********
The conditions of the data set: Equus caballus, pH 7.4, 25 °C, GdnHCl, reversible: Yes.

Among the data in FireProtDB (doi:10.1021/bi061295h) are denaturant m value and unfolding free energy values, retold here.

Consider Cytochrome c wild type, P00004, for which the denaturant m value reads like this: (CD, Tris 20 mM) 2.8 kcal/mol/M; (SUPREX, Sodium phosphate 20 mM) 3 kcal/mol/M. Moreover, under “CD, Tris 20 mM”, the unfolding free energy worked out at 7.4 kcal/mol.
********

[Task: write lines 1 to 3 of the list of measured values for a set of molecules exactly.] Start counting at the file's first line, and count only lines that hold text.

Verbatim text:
The conditions of the data set: Equus caballus, pH 7.4, 25 °C, GdnHCl, reversible: Yes.

Among the data in FireProtDB (doi:10.1021/bi061295h) are denaturant m value and unfolding free energy values, retold here.

Consider Cytochrome c wild type, P00004, for which the denaturant m value reads like this: (CD, Tris 20 mM) 2.8 kcal/mol/M; (SUPREX, Sodium phosphate 20 mM) 3 kcal/mol/M. Moreover, under “CD, Tris 20 mM”, the unfolding free energy worked out at 7.4 kcal/mol.